Adapters

Adapters – Classes that actually perform the request

Overview

Adapters in HTTP_Request2 package are classes responsible for establishing the actual connection to the remote server, writing requests and reading responses. Adapter can be set either via a configuration parameter (see: Configuration) or by HTTP_Request2::setAdapter() method.

The package currently contains three adapters:

HTTP_Request2_Adapter_Socket

This Adapter uses PHP's builtin stream_socket_client() function and does not require any special extensions or configuration. Note that this is a pure PHP implementation of HTTP protocol, it does not use http stream wrapper.

This is the default Adapter, it will be used by HTTP_Request2 unless you explicitly set the other one.

HTTP_Request2_Adapter_Curl

Curl adapter wraps around PHP's cURL extension and thus allows using extremely sophisticated cURL library. It is a good choice if you have cURL extension available in PHP.

HTTP_Request2_Adapter_Mock

This adapter allows testing packages and applications using HTTP_Request2 without depending on a network connection and remote server availability.

You can replace the default adapter in HTTP_Request2 by an instance of HTTP_Request2_Adapter_Mock populated via its HTTP_Request2_Adapter_Mock::addResponse() method. The adapter will return prepared responses or throw prepared exceptions when its sendRequest() method is called.

Other adapters may be created by subclassing an abstract HTTP_Request2_Adapter class and implementing its HTTP_Request2_Adapter::sendRequest() method.

Socket Adapter Issues

Due to PHP bug #47030 ssl_verify_host configuration parameter is useless without ssl_verify_peer. When the latter is switched off no host validation will be performed.

Curl Adapter Issues

When doing a POST request with file uploads or reading the request body from file, HTTP_Request2 streams files from disk to reduce memory consumption and to allow monitoring the request progress. This is done by setting up a CURLOPT_READFUNCTION callback. PHP does not allow setting another callback, CURLOPT_IOCTLFUNCTION (see PHP bug #47204) so the request body can not be "rewound" when another request should be performed. Thus a request with a non-empty body to a resource protected by Digest authentication or to a page that does a redirect when follow_redirects is enabled will fail.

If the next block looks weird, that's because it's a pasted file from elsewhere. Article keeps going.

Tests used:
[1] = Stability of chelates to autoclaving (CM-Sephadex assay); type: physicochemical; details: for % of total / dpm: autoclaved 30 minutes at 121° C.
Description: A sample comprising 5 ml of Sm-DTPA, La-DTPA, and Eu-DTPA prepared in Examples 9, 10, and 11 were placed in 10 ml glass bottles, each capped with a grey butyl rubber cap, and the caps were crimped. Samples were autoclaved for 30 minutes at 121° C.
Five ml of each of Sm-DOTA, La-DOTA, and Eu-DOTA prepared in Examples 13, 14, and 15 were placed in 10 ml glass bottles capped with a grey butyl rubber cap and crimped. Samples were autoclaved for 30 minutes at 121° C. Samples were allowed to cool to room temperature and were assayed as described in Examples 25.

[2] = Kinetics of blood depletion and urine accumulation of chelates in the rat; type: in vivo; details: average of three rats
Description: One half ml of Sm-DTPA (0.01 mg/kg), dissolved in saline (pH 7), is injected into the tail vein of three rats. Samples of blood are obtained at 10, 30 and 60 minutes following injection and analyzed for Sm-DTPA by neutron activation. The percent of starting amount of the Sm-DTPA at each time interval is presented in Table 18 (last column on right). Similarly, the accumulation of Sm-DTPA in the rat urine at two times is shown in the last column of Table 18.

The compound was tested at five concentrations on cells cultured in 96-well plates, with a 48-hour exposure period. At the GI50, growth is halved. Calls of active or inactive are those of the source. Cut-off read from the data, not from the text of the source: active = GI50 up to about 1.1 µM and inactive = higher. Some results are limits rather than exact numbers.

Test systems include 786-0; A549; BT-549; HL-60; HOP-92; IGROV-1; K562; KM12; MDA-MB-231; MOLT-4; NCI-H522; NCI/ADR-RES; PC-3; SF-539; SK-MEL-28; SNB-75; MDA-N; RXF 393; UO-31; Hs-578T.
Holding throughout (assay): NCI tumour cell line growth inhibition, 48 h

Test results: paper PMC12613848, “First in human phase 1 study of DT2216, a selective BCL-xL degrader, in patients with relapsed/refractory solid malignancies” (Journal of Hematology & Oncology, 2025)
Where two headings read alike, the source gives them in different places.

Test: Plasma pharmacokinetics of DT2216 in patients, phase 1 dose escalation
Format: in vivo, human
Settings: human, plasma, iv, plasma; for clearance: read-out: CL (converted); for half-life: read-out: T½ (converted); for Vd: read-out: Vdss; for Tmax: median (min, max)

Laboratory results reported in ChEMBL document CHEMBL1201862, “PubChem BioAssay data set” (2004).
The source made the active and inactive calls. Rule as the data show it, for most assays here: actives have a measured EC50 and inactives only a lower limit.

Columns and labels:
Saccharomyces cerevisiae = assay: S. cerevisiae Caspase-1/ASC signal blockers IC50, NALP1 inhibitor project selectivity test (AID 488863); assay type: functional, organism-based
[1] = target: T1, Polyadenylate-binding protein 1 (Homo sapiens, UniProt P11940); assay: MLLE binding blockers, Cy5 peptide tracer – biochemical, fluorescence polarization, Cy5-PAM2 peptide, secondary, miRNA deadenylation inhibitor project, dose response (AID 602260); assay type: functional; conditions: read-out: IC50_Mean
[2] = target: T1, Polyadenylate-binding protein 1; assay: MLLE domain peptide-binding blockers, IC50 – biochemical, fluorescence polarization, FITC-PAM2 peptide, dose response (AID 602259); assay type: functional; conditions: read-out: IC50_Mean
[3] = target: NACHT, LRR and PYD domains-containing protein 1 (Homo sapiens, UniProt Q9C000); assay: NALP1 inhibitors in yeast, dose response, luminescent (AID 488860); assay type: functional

Since release 0.5.0 HTTP_Request2 works around this problem by reading the whole request body into memory. Of course this may be an issue when the request body is huge, so consider using Socket Adapter.

Setting strict_redirects configuration parameter to TRUE will only have effect on Curl Adapter if CURLOPT_POSTREDIR (see PHP bug #49571) is available in cURL extension. It is available in PHP 5.3.2 and higher.

Using Mock adapter

HTTP_Request2_Adapter_Mock::addResponse() method can accept either a HTTP response (instance of HTTP_Request2_Response, a string, a pointer to an open file) or an Exception. The latter may be useful to test that your application degrades gracefully when the remote server is not available due to some network problems. Several responses may be added via addResponse() to simulate a HTTP transaction consisting of multiple requests and responses. They will be returned by the Adapter in the order they were added.

Since release 2.1.0 it is possible to specify a request URL to addResponse(). sendRequest() will only return responses without an explicit URL set or having the same URL as the request. It is recommended that you set explicit URLs either for all responses or for none of them, otherwise the behaviour will be difficult to predict.

Returning responses and throwing exceptions

<?php
require_once 'HTTP/Request2.php';
require_once 
'HTTP/Request2/Adapter/Mock.php';

$mock = new HTTP_Request2_Adapter_Mock();
$mock->addResponse(
    
"HTTP/1.1 200 OK\r\n" .
    
"Connection: close\r\n" .
    
"\r\n" .
    
"Explicit response for example.org",
    
'http://example.org/'
);
$mock->addResponse(
    
"HTTP/1.1 200 OK\r\n" .
    
"Content-Length: 32\r\n" .
    
"Connection: close\r\n" .
    
"\r\n" .
    
"Nothing to see here, move along."
);
$mock->addResponse(
    new 
HTTP_Request2_Exception("The server is on fire!")
);

// this request will succeed
$request1 = new HTTP_Request2(
    
'http://ok.example.com/'HTTP_Request2::METHOD_GET,
    array(
'adapter' => $mock)
);
echo 
"Response: " $request1->send()->getBody() . "\r\n";

// this request will fail
$request2 = new HTTP_Request2('http://burning.example.com/');
$request2->setAdapter($mock);
try {
    echo 
"Response: " $request2->send()->getBody() . "\r\n";
} catch (
Exception $e) {
    echo 
"Error: " $e->getMessage() . "\r\n";
}

// The response for example.org was ignored by previous requests
$requestOrg = new HTTP_Request2(
    
'http://example.org/'HTTP_Request2::METHOD_GET,
    array(
'adapter' => $mock)
);
echo 
"Response: " $requestOrg->send()->getBody() . "\r\n";
?>

The above code will output:


Response: Nothing to see here, move along.
Error: The server is on fire!
Response: Explicit response for example.org

Mock Adapter also has two static helper methods HTTP_Request2_Adapter_Mock::createResponseFromString() and HTTP_Request2_Adapter_Mock::createResponseFromFile() which build HTTP_Request2_Response objects from either a string containing the complete HTTP response or a pointer to an open file with such response, respectively.

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Last updated: Wed, 23 Jul 2014 — Download Documentation
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